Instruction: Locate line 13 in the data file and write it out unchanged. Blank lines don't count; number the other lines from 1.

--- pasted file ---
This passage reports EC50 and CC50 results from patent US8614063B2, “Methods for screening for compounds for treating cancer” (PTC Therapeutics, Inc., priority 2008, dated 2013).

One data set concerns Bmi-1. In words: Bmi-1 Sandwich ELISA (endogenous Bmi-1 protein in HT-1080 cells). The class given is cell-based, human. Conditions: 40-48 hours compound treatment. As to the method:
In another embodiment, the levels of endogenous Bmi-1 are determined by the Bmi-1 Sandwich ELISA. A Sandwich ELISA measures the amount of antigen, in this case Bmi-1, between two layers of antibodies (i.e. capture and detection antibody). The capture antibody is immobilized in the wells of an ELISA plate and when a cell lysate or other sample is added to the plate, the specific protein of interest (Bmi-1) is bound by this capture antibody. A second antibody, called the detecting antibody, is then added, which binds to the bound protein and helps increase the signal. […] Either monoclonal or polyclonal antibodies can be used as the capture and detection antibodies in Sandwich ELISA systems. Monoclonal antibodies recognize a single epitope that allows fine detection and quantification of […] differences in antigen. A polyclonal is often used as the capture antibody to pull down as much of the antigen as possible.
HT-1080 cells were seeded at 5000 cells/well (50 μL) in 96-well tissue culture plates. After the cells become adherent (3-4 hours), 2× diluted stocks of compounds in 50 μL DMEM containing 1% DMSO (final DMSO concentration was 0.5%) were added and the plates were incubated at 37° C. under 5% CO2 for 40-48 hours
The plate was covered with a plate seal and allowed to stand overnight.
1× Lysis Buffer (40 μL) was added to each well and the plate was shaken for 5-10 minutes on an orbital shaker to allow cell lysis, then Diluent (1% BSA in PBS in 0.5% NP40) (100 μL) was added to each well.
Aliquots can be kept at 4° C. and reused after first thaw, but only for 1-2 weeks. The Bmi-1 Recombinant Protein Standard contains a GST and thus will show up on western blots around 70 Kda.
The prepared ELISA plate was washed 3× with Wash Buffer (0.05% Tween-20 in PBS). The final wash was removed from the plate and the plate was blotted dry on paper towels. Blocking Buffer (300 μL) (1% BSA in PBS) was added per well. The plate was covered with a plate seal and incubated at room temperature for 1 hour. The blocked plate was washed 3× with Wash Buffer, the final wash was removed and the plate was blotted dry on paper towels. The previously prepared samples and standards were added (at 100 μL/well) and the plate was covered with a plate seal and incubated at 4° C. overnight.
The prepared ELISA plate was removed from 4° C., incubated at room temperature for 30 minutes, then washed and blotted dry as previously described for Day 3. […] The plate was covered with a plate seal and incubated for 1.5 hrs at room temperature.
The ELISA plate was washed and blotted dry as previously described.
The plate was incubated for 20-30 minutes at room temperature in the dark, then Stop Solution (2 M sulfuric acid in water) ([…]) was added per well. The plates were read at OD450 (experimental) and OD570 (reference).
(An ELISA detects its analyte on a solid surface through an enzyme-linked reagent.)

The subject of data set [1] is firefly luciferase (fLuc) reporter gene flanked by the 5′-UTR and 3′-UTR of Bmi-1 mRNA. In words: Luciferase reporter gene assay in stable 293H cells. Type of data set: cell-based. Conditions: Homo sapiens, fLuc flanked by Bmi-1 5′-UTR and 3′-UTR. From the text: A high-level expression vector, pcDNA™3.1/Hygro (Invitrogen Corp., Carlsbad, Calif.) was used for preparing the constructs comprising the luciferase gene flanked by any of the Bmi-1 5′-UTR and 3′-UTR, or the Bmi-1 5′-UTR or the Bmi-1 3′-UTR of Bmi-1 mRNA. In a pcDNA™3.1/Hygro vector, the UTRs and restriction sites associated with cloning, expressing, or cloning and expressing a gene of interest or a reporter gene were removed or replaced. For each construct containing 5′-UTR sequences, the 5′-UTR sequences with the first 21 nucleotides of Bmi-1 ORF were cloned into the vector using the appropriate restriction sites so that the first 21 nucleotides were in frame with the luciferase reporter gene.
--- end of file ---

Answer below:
The subject of data set [1] is firefly luciferase (fLuc) reporter gene flanked by the 5′-UTR and 3′-UTR of Bmi-1 mRNA. In words: Luciferase reporter gene assay in stable 293H cells. Type of data set: cell-based. Conditions: Homo sapiens, fLuc flanked by Bmi-1 5′-UTR and 3′-UTR. From the text: A high-level expression vector, pcDNA™3.1/Hygro (Invitrogen Corp., Carlsbad, Calif.) was used for preparing the constructs comprising the luciferase gene flanked by any of the Bmi-1 5′-UTR and 3′-UTR, or the Bmi-1 5′-UTR or the Bmi-1 3′-UTR of Bmi-1 mRNA. In a pcDNA™3.1/Hygro vector, the UTRs and restriction sites associated with cloning, expressing, or cloning and expressing a gene of interest or a reporter gene were removed or replaced. For each construct containing 5′-UTR sequences, the 5′-UTR sequences with the first 21 nucleotides of Bmi-1 ORF were cloned into the vector using the appropriate restriction sites so that the first 21 nucleotides were in frame with the luciferase reporter gene.